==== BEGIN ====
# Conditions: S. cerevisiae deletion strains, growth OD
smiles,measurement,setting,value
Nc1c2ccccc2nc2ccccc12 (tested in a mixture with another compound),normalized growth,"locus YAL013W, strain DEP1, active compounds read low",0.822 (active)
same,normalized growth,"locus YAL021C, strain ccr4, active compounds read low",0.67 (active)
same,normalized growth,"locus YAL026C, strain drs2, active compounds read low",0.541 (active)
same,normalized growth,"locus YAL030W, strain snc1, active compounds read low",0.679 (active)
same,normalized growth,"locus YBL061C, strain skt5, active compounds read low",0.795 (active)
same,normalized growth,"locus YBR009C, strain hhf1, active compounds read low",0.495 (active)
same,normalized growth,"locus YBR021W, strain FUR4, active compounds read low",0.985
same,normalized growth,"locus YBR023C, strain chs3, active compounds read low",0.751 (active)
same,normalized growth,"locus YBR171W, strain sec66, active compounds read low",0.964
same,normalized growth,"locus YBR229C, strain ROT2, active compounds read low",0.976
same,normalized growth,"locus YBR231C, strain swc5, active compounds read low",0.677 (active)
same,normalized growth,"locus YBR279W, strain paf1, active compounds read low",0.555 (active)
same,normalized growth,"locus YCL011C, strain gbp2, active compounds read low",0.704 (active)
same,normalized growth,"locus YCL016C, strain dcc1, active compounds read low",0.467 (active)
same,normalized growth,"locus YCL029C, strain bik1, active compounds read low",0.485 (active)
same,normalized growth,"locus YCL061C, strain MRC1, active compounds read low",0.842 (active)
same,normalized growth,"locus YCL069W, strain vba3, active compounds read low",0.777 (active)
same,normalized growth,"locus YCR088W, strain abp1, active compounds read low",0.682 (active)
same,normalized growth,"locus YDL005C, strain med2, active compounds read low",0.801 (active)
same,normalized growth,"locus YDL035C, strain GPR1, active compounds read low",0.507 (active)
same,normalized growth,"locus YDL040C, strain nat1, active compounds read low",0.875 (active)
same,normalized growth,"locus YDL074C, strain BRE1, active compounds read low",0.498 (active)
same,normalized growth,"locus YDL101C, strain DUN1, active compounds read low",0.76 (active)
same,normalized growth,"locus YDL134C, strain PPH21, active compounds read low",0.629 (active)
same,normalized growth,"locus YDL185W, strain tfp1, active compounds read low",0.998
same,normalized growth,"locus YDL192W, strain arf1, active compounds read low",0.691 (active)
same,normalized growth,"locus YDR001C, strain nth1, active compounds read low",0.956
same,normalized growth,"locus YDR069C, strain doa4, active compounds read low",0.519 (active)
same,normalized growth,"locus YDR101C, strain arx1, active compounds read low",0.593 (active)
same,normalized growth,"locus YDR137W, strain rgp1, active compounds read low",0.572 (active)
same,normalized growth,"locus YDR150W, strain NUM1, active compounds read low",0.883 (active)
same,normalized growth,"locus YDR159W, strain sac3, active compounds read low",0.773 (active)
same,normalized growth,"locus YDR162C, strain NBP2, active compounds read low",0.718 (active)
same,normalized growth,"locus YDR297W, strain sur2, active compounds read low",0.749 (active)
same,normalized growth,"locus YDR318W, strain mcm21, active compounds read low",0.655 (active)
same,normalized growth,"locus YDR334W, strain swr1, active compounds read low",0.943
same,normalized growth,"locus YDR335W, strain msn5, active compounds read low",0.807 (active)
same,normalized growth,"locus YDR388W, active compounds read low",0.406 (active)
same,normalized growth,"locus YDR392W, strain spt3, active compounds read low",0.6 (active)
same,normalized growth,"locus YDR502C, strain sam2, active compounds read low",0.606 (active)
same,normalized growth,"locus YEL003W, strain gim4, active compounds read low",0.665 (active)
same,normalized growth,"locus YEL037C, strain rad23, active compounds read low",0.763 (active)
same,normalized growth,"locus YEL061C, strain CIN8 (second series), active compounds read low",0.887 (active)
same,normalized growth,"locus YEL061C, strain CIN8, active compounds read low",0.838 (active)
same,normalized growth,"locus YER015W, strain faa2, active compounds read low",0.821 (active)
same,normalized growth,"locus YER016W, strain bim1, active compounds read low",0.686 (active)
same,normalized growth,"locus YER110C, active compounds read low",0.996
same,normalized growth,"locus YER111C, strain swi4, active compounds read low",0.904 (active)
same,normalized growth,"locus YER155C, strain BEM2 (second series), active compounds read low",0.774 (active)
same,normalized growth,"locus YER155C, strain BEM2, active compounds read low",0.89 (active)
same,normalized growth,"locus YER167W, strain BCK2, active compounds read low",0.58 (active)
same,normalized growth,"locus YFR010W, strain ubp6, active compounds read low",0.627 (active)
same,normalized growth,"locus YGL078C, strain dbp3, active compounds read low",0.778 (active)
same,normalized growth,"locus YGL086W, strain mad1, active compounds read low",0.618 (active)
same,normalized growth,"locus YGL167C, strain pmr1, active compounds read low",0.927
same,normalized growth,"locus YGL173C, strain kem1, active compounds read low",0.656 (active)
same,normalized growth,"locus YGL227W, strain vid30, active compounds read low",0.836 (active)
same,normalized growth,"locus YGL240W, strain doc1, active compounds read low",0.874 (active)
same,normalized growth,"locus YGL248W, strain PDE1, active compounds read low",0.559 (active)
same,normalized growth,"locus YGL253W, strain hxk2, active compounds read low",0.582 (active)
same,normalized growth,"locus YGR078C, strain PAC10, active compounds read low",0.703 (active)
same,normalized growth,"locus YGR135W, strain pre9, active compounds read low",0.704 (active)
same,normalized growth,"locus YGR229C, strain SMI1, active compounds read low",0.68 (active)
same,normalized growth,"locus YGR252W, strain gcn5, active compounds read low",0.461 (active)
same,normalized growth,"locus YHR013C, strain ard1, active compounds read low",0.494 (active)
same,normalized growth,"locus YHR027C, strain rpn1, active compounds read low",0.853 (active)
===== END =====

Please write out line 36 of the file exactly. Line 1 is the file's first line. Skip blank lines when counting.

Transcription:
same,normalized growth,"locus YDR297W, strain sur2, active compounds read low",0.749 (active)